NOTE: This workshop was originally scheduled for February 24th but has been rescheduled for March 10th due to icy road conditions. If you already registered for the 2/24/18 workshop, please let us know if you can make it on March 10th by sending Cailin an email at email@example.com.
See how your neighbors are thinning excess wood to improve forest health and reduce fire risk
Saturday, March 10, 2018 | 9am-3pm | Orcas Island
Many forests in the San Juan islands are crowded with suppressed and unhealthy trees due to a lack of management. Excess woody biomass (including small diameter trees, dead trees, excessive slash on the ground) poses a significant fire risk.
A growing number of San Juan County forest owners have improved the health of their woods and reduced their fire risk by thinning out excess woody biomass. Learn firsthand how fellow landowners are doing so and creatively utilizing the resulting low-value wood.
This driving tour will take us to several sites on Orcas Island that have been thinned to reduce overstocking and fire hazard. Led by a forester directly involved with each project, we’ll discuss each landowner’s unique experience selling or using biomass from their forest.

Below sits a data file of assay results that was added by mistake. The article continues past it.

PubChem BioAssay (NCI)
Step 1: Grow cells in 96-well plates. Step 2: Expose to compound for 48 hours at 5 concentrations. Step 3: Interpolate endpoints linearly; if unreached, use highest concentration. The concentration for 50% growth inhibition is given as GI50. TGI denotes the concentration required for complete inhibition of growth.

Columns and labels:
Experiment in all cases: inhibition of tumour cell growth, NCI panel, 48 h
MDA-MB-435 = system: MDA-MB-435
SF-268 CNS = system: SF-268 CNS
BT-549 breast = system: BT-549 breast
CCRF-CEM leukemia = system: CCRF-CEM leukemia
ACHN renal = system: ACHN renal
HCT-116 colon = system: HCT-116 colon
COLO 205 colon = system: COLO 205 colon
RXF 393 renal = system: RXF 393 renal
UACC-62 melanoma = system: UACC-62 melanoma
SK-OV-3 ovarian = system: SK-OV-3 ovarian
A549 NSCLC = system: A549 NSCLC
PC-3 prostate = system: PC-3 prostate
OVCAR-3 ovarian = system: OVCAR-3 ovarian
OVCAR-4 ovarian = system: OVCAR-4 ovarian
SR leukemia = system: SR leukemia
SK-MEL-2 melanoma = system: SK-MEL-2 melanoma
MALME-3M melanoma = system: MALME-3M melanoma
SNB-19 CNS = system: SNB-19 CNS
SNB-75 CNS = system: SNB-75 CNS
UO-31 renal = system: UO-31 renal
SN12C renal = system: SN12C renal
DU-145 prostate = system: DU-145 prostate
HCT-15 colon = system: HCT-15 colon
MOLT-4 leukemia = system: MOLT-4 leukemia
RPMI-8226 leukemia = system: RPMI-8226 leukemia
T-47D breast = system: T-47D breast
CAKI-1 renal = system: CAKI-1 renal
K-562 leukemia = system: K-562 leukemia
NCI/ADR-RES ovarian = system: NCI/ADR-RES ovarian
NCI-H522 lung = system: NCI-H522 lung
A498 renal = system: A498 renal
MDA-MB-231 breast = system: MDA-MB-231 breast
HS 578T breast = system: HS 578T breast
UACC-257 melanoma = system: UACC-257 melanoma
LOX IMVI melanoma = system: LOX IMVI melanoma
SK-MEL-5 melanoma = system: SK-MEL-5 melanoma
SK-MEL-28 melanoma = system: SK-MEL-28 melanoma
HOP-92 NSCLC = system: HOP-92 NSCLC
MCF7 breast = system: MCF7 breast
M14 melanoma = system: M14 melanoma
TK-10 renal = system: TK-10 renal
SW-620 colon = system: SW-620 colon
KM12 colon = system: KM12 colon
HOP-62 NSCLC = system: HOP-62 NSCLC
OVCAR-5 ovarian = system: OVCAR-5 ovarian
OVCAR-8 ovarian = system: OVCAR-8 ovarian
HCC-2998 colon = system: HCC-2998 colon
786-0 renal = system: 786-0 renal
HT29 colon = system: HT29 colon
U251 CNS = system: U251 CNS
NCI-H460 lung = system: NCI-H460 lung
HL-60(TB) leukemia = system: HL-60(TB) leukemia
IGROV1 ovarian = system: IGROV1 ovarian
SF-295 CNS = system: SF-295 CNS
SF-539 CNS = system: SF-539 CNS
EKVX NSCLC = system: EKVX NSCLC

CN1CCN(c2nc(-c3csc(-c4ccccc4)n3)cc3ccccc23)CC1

This workshop is the first in a three-part series on woody biomass in the San Juans. You may also be interested in our April 28th workshop, Measuring Timber and Woody Biomass in San Juan Forests, and our June 30th workshop, How to Manufacture Biochar from Woody Biomass.
- Biomass reduction details from each thinning site
- Strategies to reduce biomass gradually over time
- Lop-and-scatter after thinning (how much is too much)
- What makes timber merchantable or non-merchantable
- Using thinned woody biomass to improve wildlife habitat
- Biomass utilization methods including firewood, chips, biochar, and bioenergy
- Silvicultural and logging methods to reduce biomass
- Funding resources to help you pay for thinning
- Carson Sprenger | Rainshadow Consulting – Carson has been working with forest owners in the San Juan Islands for over 18 years. He is an expert on local fire history and has conducted 8 years of research on ecological forestry.
- Kirk Hanson | Northwest Natural Resource Group – Kirk and his family own 100 acres of forest in western Washington, and has been working on behalf of small woodland owners for over 20 years.
Details and registration:
WHEN: Saturday, March 10, 2018 | 9am to 3pm
WHERE: Eastsound, Orcas Island, WA – we will send out the meeting location and time to registrants, and then carpool from there to the different sites on the tour.
All forest owners are encouraged to attend!
For more information, go to: www.nnrg.org/sanjuans
This workshop is offered at no cost thanks to grant funding from the USDA’s Risk Management Agency
Photos: NNRG; Matt Freeman-Gleason